Some years go, I worked at the Rutherford Appleton Laboratory, in the campus that is now called the “Harwell Oxford”, and got there every morning through a long journey involving a short car ride to Banbury train stations, two trains to Didcot Parkway (change at Oxford) and finally what should have always been a short hop on the bus from the station to the laboratory, but often became the worst part of my commute, with long and frequent delays. Didcot itself had another campus, a hi-tech looking business park called “Milton Park”. I used to look at the Milton Park shuttle buses with envy: they were frequent, free and new, with a nice exterior designed to suggest that whatever went on inside that campus was very high tech. I always wondered what they did – though I suspected it wouldn’t be as cutting edge as what we did at RAL (neutron scattering, synchrotron radiation, high-power lasers, space hardware and my speciality – theoretical physics).
Today I have had my first conscious experience of a business based at the Milton Park campus. It is certainly academic-related, but I wouldn’t say it is very high tech. I had ordered inspection copies of a couple of recent textbooks by reputable authors, from a reputable publisher. I am revamping my teaching of Quantum Mechanics and I was hunting for an introductory text on the subject that would use a modern language (Dirac notation) but without burdening the students with large mathematical preliminaries at the start of the book. I received the copies from a company (not the publisher) describing themselves as a “book services” operation, with a bill enclosed and precise instructions to either adopt the texts, return the books within 30 days or else pay a hefty bill to retain the books for my personal use. Right, so that’s what they do there.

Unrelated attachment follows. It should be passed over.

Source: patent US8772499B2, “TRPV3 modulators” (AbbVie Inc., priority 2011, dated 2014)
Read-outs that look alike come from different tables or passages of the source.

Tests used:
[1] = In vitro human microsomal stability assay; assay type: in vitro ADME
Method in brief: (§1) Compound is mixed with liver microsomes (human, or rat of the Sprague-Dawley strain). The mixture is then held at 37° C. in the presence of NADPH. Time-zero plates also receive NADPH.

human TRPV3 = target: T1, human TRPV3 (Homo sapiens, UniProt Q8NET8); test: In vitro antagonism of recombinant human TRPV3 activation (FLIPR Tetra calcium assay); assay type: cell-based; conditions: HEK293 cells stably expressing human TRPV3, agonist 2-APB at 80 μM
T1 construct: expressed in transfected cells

Basically, this company working from Milton Park offers outsourcing services to publishers. What they outsource is the provision of inspection copies to academics. But the standard at which this outsourced version of the service is provided is quite different, compared to what has been the norm in the academic publishing world. Normally, in my experience, academics are allowed to keep the book for free. Because I had to return it within 30 days, I had to make a hasty decision on whether to adopt the texts, without a chance to properly compare them to those offered by other publishers. Moreover, I had to re-package the books, etc. making me waste valuable time which could have been spent writing better lecture notes for my students or – Heavens! – even doing some research.
So, yes, I always suspected what they did at Milton Park was less cutting-edge than what we were doing at Harwell – but now I know at least one company there seems to be making a negative contribution to the progress of Science.